Timing Chain: Pull your distributor cap off. Put your timing marks anywhere in the middle. Use a wrench and a long handle on the damper pulley. As you move the crankshaft back and forth, see how many degrees you can go before the distributor rotor starts moving. This test will determine timing set slop.

                      FE engines are VERY common. They came in different varieties for different applications, but all of your components are pretty standard except the cam. Ford made a thrust plate change in '63. I strongly suggest you buy a '63 and up cam an drill your block for the new thrust plate. Timing sets are much cheaper for these cams AND you can get a 'true roller' chain set.

                      Most FE engines are very similar, so take a look at this 428 page:
                      http://www.7litre.org/Rebuildrecommend.html
                      My latest project:
                      CLICK HERE to see my custom hydraulic roller 390 FE build.

                      "We've got to pause and ask ourselves: How much clean air do we need?"
                      --Lee Iacocca

                      From: Royal Oak, Michigan

                      Comment


                      • #12
                        Good advice on the compression checks.... the fact that when you replaced the freeze out plug and it was a mess inside tells me the engine more than likely was not rebuilt and probaly is the original mileage. The compression check will tell you more if you have 130-150 then it might have been rebuilt. With 152K you would probably have 110-125 on the compression.
                        On Cardomain - http://www.cardomain.com/ride/3841411

                        Comment


                        • #13
                          Doug,

                          Here's what I did with mine. I also didn't have the $1500-2000 to do a complete rebuild. After checking the cylinders with a micrometer and being comfortable that I didn't need to rehone them I just deglazed them with a honing stone. I then installed a new crankshaft and bearings. Mine was too far gone; cost $250. Fel-Pro gasket set; $55. New oil pump and rod $35. Freeze plugs $5. Timing chain; $20. New moly rings; $45. The cam and gears as well as the lifters were all in good shape so I reused them. After talking to the local machine shop and telling him how few miles I would put on the car he didn't see any reason to redo the heads. I ground down the seats and valves and installed the new seals from the kit. The only other expense was a couple of the rod bushings had to be replaced; $40. The engine runs smooth as silk with no smoke and is a solid 20 on the vacuum gauge. I believe mine had around 85K when I redid it. Even if something goes wrong the only big expense is the crank which I can always use over again. I wouldn't recommend it for everyone but it worked for me. I used lots of CLR and water to clean out the cooling passages which were loaded with rust and scale.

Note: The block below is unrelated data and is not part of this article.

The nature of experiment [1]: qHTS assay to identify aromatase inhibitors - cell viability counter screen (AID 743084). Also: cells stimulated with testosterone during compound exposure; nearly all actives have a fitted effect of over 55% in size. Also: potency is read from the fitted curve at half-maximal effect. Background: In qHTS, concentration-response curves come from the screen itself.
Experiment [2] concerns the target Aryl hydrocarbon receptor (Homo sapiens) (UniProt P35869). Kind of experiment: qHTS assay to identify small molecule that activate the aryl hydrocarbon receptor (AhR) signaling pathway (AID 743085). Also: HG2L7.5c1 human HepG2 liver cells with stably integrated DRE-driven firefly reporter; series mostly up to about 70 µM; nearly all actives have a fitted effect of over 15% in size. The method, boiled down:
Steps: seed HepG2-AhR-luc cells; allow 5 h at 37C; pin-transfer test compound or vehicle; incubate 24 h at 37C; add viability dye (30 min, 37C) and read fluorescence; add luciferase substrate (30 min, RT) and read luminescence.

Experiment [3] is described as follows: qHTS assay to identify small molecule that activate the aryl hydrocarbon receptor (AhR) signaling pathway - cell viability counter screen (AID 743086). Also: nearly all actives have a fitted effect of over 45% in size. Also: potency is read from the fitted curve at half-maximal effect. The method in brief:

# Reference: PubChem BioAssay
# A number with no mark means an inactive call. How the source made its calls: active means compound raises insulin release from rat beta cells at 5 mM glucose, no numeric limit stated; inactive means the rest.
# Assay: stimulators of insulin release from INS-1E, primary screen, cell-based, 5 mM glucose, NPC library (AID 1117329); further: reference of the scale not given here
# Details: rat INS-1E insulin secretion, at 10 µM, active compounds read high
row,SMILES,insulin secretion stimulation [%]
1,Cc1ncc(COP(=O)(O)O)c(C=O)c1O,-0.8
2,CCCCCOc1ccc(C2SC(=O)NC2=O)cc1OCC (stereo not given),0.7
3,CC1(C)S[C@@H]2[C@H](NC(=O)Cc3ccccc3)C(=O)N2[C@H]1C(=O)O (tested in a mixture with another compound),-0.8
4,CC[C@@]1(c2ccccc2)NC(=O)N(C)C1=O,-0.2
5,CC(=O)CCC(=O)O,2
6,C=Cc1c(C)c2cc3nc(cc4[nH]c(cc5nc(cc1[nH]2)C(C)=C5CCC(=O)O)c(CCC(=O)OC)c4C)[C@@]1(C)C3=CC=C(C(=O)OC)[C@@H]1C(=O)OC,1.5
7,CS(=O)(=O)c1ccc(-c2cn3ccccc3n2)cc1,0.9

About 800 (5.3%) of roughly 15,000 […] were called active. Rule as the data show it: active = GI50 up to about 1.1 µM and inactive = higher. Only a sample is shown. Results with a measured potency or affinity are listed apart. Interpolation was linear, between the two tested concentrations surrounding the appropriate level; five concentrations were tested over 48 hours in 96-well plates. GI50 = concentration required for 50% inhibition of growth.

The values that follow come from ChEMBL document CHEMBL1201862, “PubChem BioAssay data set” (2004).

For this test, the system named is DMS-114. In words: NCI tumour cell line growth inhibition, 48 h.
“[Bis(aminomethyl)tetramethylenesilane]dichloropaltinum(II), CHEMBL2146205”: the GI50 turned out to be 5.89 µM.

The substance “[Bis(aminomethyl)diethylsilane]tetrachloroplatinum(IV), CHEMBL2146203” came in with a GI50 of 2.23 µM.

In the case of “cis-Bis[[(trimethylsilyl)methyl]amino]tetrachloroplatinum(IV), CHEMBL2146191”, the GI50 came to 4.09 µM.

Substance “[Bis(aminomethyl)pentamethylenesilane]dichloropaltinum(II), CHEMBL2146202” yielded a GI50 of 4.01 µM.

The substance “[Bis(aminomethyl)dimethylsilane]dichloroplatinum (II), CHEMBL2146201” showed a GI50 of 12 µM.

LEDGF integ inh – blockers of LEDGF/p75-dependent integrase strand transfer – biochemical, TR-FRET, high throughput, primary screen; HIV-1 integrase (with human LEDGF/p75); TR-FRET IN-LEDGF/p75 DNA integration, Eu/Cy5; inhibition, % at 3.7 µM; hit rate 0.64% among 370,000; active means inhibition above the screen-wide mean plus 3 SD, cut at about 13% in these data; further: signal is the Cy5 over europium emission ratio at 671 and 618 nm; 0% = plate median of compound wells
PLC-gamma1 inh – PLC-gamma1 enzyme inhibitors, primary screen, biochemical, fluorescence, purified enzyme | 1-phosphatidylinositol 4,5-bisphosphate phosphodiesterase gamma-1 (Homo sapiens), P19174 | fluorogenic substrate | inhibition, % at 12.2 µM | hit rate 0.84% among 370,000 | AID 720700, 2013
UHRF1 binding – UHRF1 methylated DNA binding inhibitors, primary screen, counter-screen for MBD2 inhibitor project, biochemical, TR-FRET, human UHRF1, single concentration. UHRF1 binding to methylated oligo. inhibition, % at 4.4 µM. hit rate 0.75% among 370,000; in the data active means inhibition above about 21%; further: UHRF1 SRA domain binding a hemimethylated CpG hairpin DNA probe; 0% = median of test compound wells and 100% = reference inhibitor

John
                          John Pizzi - Squarebirds Administrator

                          Thunderbird Registry #36223
                          jopizz@squarebirds.org 856-779-9695

                          https://www.squarebirds.org/picture_gallery/TechnicalResourceLibrary/trl.htm

                          Comment


                          • #14
                            John, I gotta ask...
                            What wiped out your crank, and what was up with your wrist pin bushings? Sounds like lack of oil flow (or coolant got into your oil).

                            Usually, if a crank is worn or scored (tapered, etc), the main and pin bearings can be ground. Bearing sets come in different sizes to suit the new grind.

                            I was just wondering. - Dave
                            My latest project:
                            CLICK HERE to see my custom hydraulic roller 390 FE build.

                            "We've got to pause and ask ourselves: How much clean air do we need?"
                            --Lee Iacocca

                            From: Royal Oak, Michigan

                            Comment


                            • #15
                              It's hard to say what caused all the trouble. When I got the car the engine was seized and had been sitting for 18 years. The oil pump rod was broken in half so I suspect the pump locked up. Between lack of oil and rust from sitting so long the crank was in bad shape. Maybe it could've been ground down but after checking with a few machine shops it was cheaper to get a crank kit with the fitted bearings. For some reason a couple of the wrist pin bushings were a lot more worn than the others.
                              John Pizzi - Squarebirds Administrator

                              Thunderbird Registry #36223
                              jopizz@squarebirds.org 856-779-9695

                              https://www.squarebirds.org/picture_gallery/TechnicalResourceLibrary/trl.htm

                              Comment